Plants make up 80 per cent of the food we eat, and they produce 98 per cent of the oxygen we breathe. Yet, they are constantly threatened by pests and diseases.
The General Assembly proclaimed 2020 as the International Year of Plant Health. In an event that took place in Rome at FAO (Food and Agriculture Organization), the year was officially launched and FAO pledged to raise global awareness on how protecting plants can help end hunger, reduce poverty, protect the environment, and boost economic development.
In a message, the Secretary-General calls for the necessary resources and increased commitment to plant health not only next year, but throughout this Decade of Action to deliver the Sustainable Development Goals.
**Questions and Answers
Question: Stéphane, thank you. I’m interested about, when Security Council goes to a trip abroad, is it covered by UN budget or countries’ budget which are in Security Council? And, especially, of course, I’m talking about the case when it’s not a hot spot trip but unofficial… unofficial trip to Kentucky, which is going to take place this weekend.
Spokesman: It’s a very good question. What I do know is: when there are Council’s visit to field missions, most of the costs associated with that are covered by the Secretariat. I will have to check with the Security Council, Secretariat and the US Mission about the finances of these different kinds of trips, but I will get back to you. [He later said that the Kentucky trip was not an official Security Council visit.]
Erol, and then Masood.
Question: Thank you, Steph. As we all know, the… one of the issues the Secretary‑General is very much concerned is about migrants… excuse me. There are many reports now that the migrants are not treated very well and the inhumane accommodation in the countries of western Balkans. Recently, there is a report on Vucjak in Bosnia and Herzegovina. Does Secretary‑General have anything to say beyond the UNHCR (United Nations Refugee Agency) and beyond the usual… since it’s very urgent call for the people to…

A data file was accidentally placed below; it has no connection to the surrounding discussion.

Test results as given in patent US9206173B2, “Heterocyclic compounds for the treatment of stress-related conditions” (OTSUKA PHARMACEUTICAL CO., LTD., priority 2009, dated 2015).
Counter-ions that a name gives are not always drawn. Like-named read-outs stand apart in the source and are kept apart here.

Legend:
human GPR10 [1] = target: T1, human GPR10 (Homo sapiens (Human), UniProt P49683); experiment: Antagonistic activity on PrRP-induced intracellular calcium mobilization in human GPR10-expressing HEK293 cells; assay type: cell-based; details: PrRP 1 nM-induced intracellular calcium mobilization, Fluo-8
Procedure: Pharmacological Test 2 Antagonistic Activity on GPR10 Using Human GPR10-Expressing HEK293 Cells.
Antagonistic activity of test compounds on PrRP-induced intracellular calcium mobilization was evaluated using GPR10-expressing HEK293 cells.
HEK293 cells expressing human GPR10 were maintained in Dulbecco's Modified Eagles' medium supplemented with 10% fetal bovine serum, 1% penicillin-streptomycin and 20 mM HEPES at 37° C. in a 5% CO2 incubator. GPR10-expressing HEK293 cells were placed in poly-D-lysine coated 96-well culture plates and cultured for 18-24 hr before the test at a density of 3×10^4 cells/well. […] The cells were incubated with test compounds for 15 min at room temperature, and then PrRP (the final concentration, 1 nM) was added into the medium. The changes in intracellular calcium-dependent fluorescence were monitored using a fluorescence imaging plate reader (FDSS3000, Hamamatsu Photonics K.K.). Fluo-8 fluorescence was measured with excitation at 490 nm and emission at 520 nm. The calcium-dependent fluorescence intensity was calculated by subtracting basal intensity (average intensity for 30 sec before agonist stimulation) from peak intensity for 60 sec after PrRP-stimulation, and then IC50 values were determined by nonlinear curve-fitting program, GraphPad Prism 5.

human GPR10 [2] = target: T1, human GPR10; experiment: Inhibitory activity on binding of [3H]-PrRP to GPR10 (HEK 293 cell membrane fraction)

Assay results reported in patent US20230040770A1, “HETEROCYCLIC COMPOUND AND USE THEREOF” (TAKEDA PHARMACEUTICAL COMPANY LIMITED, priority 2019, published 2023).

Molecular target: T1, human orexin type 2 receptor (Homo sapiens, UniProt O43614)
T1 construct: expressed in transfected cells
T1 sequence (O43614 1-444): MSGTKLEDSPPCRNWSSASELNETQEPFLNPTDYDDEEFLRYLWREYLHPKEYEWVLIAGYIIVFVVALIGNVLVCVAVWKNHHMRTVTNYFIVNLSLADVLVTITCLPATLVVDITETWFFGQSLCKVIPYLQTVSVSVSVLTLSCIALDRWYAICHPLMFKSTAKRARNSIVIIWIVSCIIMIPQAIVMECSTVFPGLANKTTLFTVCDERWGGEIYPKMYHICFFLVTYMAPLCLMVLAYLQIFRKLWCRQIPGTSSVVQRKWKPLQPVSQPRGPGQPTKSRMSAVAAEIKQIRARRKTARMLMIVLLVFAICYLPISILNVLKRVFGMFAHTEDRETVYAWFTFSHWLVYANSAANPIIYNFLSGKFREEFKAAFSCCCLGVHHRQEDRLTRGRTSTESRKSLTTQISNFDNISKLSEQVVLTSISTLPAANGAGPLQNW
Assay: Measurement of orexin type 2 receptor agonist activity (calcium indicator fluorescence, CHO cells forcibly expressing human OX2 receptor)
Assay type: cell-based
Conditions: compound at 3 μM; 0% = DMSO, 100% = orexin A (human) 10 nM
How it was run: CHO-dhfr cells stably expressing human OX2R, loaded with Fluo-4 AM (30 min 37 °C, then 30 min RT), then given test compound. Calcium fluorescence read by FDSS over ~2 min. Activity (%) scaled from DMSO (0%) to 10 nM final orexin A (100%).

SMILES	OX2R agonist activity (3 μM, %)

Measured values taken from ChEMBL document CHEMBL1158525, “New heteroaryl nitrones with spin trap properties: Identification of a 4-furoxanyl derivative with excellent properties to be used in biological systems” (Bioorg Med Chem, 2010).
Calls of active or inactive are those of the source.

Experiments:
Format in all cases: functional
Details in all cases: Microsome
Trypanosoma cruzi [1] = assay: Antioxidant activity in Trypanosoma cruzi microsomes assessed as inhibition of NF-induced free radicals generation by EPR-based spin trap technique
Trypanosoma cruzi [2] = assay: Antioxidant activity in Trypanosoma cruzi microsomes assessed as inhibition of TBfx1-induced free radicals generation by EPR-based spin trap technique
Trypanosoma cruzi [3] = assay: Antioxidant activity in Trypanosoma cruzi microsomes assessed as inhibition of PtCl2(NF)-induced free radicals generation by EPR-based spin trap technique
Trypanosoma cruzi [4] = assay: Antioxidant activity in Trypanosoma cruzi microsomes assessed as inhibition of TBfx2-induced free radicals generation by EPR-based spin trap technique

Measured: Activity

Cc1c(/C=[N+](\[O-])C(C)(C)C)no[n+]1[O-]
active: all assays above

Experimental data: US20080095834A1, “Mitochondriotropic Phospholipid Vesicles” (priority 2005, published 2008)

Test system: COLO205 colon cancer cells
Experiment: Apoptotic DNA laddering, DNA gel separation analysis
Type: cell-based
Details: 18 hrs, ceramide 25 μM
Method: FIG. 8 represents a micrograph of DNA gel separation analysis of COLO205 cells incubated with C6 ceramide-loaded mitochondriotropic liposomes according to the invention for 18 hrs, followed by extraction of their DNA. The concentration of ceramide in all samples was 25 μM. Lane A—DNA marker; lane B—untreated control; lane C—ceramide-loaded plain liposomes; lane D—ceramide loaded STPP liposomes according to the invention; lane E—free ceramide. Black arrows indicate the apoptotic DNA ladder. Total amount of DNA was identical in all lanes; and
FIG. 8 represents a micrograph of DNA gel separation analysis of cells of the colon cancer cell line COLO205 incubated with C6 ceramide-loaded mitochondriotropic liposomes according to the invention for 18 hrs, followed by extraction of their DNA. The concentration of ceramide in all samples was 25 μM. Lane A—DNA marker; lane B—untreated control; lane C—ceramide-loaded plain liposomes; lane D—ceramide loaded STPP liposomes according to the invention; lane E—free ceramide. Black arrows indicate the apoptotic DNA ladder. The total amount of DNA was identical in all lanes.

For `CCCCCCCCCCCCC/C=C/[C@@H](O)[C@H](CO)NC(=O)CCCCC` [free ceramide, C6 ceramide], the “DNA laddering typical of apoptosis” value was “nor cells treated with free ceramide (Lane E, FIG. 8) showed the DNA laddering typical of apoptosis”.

Spokesman: Sure. Let me… I don’t have any details on this particular place that you mentioned. And, as you know, it is an issue that the Secretary‑General cares very much about, so I could… but that’s an issue, I think, we should check with IOM (International Organization for Migration) or UNHCR. But let me check on this particular place, but it goes without saying, and the Secretary‑General has said it repeatedly, that all migrants and refugees need to be treated with dignity and respect.
Question: So, you’re going to follow up…?
Spokesman: I will ask… see if UNHCR and IOM have any specific information on that. Masood?
Question: Yeah. Thank you, Stéphane. Stéphane, on this situation, two… two… two questions. One is the situation in Yemen, and what is the latest going on over there? And because there are organizations, human rights organizations, saying that, in some ways, they find that besides Saudi Arabia, United States being complicit in the crimes against humanity because they give them… gave arms and ammunition to Saudi Arabia.
Spokesman: What is the question?
Question: Do you have any… does the Secretary‑General have anything to say about it…?
Spokesman: I mean, this is an issue we talk about repeatedly. The UN is active on, broadly, two fronts, on the humanitarian end, where we are trying to deliver aid to those who need it in extremely difficult circumstances in what is parts of the country or in an active… remain active combat zones. We are also dealing with a country that, even before this conflict, was a very fragile country in terms of humanitarian needs.
Our second focus is on the political end. Mr. [Martin] Griffiths has been, over the last few weeks, travelling around the region, again pushing and continuing to push for a political deal that will halt the fighting. What is clear is that those people who are involved in the fighting need to stop the fighting, and we need to focus on the political solution. And that includes both people who are doing the fighting directly and those who have an influence over those who are doing the fighting.
Question: Now, about… can I ask another question?
Spokesman: Sure. Price is the same.